This thesis presents two distinct essays on informal credit intermediation in developing economies and its implication for the conduct of monetary policy. Broadly, the study investigated the implication of informal credit intermediation on effective monetary policy. Available data reveal that informal credit intermediation has increased over the period. The IMF Financial Stability Board (2014) report revealed that the volume of financial intermediation via the non-bank sector in several economies has been increasing over the past decades. The report estimated informal intermediation to be about 40 per cent of total bank intermediation in the world. Notwithstanding the growth of the informal financial sector in most economies, the literature is salient on their role in monetary transmission. Therefore, this topic has become most relevant in the literature and for policymakers to understand the role played by these financial intermediaries in transmitting monetary impulses to the real sector. The first chapter presented a brief review of relevant literature on monetary effectiveness in developing economies. The chapter further presented the financial structure of Ghana and discussed its implication for monetary transmission. The second chapter empirically investigated the effect of informal credit intermediation on monetary transmission process in Ghana. Given the growth of informal credit activities in Ghana coupled with their interrelationship with the traditional banking system, their operations could have some direct or indirect effect on monetary policy. Particularly because, informal credit institutions are seen to operate similar to the traditional (formal) banks, even though their operations are not fully regulated by the central bank like traditional banks. The study employed a Factor Augmented Vector Auto-regression modeling approach and found that though interest rate pass-through is very weak, the presence of informal credit intermediation further dampens it. This suggests that informal credit intermediation contributes to the less effective monetary policy evident in Ghana. The third chapter set-up a Dynamic Stochastic General Equilibrium (DSGE) model to include formal and informal banks. In line with their operations, the formal bank is modeled to operate with the rich agents in the economy whiles the informal bank operates with the poor agents. The banks operate parallel with each other in the intermediation process except that the formal bank is regulated by 1 the central bank whiles the informal bank is not. This modeling strategy helped to identify the effect of monetary shocks in the presence of informal credit intermediation. Also, the study investigated how credit shock from both the informal and formal sector affect the aggregate economy. The study found that monetary shocks affect the formal financial sector differently from the informal sector. However, credit shock from the formal and informal sector has similar effect on the economy. The thesis concluded by discussing further possible applications and extension.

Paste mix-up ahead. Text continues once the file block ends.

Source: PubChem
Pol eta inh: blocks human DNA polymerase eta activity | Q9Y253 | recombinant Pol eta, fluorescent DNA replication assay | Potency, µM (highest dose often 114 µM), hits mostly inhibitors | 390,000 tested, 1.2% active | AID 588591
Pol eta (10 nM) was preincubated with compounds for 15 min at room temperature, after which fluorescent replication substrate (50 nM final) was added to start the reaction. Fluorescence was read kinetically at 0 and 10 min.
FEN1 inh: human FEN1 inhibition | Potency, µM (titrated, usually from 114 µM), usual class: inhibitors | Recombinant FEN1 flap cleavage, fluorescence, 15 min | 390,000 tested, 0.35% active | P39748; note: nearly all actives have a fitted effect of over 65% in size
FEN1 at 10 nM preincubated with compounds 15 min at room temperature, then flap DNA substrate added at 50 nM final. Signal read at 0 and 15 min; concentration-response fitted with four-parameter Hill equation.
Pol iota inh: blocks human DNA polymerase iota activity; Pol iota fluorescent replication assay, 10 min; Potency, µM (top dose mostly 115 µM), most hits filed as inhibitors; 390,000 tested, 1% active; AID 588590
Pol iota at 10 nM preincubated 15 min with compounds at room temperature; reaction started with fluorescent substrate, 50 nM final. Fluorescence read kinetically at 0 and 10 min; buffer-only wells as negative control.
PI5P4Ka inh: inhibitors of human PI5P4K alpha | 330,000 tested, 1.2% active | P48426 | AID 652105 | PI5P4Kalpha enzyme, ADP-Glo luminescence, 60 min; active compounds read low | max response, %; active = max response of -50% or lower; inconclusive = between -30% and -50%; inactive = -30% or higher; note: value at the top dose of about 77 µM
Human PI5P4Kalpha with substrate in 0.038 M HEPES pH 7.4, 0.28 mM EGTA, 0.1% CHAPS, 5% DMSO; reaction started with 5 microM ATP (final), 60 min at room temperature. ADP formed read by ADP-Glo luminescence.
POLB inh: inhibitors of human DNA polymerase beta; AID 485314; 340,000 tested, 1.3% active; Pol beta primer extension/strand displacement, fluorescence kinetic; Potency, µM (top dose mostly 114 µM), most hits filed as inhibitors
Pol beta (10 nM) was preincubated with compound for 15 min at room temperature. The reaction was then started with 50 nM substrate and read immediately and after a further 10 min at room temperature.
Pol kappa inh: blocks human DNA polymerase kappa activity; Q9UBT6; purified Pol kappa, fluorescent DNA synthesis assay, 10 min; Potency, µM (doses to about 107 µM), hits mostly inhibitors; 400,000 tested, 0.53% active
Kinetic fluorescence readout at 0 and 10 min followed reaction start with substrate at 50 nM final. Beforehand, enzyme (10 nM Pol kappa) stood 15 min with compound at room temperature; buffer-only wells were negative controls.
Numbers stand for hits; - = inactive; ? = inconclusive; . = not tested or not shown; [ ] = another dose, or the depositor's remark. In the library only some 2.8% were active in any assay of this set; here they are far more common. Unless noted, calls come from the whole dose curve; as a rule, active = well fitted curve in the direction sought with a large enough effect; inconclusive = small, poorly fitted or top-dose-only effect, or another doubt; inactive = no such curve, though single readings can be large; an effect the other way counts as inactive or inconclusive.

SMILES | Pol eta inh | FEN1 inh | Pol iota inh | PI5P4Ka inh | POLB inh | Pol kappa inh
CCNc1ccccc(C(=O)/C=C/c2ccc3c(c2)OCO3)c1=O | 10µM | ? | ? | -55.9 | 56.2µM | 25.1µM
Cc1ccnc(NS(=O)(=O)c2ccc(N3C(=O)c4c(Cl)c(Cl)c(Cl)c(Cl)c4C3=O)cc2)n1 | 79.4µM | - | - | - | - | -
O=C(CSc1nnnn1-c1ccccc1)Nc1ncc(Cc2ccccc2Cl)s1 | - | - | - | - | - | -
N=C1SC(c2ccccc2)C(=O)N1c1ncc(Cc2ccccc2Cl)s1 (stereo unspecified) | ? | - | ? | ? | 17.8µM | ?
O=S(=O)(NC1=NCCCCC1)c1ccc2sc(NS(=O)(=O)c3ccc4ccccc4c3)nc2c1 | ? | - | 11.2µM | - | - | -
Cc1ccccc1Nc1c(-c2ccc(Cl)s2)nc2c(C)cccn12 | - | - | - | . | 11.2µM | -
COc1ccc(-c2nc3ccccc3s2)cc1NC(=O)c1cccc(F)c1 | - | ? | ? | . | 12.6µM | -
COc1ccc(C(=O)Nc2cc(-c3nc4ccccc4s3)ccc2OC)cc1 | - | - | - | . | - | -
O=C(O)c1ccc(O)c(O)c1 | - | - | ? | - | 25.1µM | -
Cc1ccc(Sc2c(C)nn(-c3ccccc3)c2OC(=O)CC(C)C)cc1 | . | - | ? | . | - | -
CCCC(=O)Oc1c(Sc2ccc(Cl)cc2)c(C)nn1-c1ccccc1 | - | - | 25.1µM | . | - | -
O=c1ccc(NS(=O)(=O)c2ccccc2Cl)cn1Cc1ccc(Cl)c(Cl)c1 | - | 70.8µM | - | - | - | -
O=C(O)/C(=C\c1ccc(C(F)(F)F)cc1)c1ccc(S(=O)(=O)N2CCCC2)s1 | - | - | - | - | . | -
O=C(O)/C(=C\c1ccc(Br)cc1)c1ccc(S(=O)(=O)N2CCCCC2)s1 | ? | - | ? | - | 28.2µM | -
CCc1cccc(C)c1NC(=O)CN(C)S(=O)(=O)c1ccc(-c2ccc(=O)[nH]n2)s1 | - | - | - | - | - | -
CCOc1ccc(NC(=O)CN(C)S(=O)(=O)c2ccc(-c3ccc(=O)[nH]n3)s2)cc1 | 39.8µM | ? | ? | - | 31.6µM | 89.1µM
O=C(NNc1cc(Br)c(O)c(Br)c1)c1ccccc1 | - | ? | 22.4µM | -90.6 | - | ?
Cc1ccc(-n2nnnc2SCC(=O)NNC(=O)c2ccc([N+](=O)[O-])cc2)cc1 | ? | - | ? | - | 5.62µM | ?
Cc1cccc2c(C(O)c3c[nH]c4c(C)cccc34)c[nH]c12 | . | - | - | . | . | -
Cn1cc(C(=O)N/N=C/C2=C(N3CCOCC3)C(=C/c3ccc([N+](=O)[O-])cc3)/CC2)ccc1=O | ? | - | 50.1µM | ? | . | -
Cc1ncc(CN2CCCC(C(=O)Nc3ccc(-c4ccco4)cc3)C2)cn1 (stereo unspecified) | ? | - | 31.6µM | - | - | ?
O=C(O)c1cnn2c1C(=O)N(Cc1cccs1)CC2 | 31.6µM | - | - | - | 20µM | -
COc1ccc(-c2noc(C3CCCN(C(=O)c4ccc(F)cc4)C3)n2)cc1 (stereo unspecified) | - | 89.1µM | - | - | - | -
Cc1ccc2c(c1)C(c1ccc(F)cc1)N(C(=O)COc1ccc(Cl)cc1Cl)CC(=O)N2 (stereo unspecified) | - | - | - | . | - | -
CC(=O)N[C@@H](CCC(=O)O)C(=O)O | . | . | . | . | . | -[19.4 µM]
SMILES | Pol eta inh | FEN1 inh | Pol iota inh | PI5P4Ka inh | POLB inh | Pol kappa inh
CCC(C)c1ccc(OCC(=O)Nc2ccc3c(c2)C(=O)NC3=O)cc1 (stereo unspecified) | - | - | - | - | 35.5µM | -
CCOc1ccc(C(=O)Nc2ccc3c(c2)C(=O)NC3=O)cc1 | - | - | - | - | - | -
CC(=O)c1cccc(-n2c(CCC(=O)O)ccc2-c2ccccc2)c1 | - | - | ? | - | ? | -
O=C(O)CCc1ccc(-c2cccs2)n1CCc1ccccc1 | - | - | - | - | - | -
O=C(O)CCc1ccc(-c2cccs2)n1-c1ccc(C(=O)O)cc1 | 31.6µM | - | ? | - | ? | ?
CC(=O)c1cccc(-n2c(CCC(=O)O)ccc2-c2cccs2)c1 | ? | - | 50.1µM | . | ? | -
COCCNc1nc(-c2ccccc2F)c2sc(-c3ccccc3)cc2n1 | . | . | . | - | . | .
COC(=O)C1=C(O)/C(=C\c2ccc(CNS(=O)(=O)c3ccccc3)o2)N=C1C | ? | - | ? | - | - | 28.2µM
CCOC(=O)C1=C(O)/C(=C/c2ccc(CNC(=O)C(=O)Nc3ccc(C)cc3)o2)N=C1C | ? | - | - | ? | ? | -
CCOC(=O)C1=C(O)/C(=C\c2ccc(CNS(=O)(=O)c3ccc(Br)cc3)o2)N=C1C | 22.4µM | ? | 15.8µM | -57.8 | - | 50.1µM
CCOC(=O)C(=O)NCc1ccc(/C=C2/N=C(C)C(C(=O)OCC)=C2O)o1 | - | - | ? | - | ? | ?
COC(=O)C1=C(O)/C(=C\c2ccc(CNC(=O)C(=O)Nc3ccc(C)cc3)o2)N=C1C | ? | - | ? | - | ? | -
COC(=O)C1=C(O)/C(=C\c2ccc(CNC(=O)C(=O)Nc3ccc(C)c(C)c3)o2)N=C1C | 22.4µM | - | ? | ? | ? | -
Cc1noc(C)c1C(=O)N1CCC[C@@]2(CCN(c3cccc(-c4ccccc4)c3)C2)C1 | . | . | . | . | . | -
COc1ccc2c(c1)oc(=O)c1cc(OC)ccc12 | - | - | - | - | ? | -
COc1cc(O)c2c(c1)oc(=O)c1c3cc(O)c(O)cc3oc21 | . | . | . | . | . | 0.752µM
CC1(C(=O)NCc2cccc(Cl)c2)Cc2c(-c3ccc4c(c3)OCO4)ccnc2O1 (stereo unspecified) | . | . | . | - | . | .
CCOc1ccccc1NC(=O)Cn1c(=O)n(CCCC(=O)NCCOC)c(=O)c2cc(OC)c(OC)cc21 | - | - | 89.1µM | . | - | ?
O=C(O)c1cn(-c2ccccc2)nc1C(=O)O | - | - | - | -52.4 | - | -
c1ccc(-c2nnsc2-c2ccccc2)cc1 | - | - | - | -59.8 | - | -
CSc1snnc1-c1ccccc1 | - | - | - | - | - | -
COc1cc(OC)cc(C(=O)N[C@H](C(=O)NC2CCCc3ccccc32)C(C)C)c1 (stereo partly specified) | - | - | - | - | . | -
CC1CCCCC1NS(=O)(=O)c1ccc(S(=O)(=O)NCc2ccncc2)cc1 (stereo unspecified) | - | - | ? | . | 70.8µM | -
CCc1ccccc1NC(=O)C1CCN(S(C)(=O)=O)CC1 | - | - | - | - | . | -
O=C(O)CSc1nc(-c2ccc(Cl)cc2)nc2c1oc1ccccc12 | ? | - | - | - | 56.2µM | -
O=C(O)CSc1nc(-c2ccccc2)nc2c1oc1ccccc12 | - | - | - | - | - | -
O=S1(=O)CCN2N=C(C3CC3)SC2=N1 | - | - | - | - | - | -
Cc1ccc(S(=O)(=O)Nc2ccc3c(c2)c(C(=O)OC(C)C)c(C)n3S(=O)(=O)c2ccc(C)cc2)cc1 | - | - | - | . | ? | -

|Titolo:||ESSAYS ON INFORMAL CREDIT INTERMEDIATION AND MONETARY POLICY EFFECTIVENESS|
|Tutor esterno:||FLAMINI, ALESSANDRO|
|Data di pubblicazione:||12-lug-2018|
|Settore Scientifico Disciplinare:||Settore SECS-P/01 - Economia Politica|
|Citazione:||ESSAYS ON INFORMAL CREDIT INTERMEDIATION AND MONETARY POLICY EFFECTIVENESS ; supervisor: A Flamini ; tutor: P. Garella. - Milano : Università degli studi di Milano. DIPARTIMENTO DI ECONOMIA, MANAGEMENT E METODI QUANTITATIVI, 2018 Jul 12. ((29. ciclo, Anno Accademico 2016.|
|Digital Object Identifier (DOI):||10.13130/ayisi-richard-kwabi_phd2018-07-12|
|Appare nelle tipologie:||Tesi di dottorato|